An early description of this effect appears in Hoffmann's Modern Magic as The Bottle Imps. He's clearly describing a dealer item already popular by 1876. He mentions that they can be made of papier maché or other light materials, though most are made of wood or, more recently, plastic.
Below are some in my collection in approximate chronological order.
These examples were made in the 1920s by a German firm, most likely Kingl. They have small paper champagne labels and originally had painted gold collars.
This example, probably also made in Germany, has a more bulbous shape and a flat bottom. Instead of wobbling around and settling upright like most bottles this has a very positive action. You can see the gold collar more clearly on this example. I think the reason the collar is so often rubbed can be explained by the handling used by the magician when introducing or removing the gimmick.
This later example is slightly larger than the above examples and much brighter. I feel the longer the neck gets in comparison to the bottle's body the more it points to the method, though it's still very deceptive.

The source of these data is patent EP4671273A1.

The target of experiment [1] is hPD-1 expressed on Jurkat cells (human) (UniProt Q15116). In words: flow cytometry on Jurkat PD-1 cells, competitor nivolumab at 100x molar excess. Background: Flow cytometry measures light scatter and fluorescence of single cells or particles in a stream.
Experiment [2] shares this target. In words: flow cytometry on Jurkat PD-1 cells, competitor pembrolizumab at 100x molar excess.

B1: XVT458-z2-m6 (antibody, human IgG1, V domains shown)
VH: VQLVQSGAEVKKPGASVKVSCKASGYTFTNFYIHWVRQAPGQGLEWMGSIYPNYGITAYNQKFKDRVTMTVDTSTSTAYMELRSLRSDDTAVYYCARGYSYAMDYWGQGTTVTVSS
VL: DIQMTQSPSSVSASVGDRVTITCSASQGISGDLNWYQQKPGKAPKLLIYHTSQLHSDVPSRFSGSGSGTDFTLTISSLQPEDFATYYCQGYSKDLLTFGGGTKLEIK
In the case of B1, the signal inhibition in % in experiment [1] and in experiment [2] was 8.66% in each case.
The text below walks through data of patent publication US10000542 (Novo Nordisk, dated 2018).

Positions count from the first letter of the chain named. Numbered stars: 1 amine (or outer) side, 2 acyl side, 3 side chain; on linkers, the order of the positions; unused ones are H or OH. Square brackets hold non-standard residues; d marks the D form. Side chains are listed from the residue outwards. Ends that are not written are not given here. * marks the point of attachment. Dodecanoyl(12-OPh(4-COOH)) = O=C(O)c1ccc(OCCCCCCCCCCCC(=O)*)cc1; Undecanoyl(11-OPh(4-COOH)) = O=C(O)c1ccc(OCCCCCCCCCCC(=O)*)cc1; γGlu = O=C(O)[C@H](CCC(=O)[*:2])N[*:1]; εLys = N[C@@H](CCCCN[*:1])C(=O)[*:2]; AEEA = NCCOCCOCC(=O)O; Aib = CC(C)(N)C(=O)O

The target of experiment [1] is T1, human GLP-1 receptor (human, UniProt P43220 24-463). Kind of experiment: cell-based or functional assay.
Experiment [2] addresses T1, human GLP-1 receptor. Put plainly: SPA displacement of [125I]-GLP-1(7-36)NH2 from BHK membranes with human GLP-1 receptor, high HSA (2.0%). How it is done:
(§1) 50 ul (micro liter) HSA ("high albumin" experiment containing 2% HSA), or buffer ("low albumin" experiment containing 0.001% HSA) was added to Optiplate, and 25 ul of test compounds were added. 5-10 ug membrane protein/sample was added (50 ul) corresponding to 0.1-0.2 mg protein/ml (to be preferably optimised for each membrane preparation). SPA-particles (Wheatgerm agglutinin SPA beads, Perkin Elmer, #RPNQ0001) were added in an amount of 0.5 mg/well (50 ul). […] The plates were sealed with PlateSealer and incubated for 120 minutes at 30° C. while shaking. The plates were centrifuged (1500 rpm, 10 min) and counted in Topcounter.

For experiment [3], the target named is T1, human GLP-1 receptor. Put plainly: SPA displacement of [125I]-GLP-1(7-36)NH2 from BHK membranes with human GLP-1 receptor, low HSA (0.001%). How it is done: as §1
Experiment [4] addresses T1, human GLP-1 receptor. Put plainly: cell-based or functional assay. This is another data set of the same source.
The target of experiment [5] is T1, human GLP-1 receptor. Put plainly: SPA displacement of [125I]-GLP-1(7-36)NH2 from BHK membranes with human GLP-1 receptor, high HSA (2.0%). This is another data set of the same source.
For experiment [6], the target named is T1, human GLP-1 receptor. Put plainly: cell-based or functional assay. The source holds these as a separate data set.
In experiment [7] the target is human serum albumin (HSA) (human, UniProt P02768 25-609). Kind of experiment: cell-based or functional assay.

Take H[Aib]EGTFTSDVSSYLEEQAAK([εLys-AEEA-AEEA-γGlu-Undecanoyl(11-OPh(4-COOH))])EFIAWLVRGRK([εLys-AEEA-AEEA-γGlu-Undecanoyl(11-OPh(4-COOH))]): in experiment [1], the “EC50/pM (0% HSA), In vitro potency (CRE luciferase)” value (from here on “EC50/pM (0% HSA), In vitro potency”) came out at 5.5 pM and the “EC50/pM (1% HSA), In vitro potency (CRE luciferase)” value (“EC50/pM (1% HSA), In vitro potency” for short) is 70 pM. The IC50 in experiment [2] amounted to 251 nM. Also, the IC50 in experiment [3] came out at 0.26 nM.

This item was retailed by Ellisdons from the 1950s. It's unusual in being completely of metal construction. This material only works here because the body is of light spun aluminium and the base the usual lead. Here the bottle shape used in most modern plastic examples is introduced.
Ellisdons also retailed this example in the old shape. Although it looks similar to the wooden examples at the top of this article it's of plastic construction with a moulded lead base.
Below is a picture of these bottles together to show how their sizes varied:
The Imp Bottle is still very popular today, available as a pocket money item and as a toy in Christmas crackers. Unlike most cheap plastic items this effect is truly deceptive and introduces a small amount of sleight of hand instead of being self-working.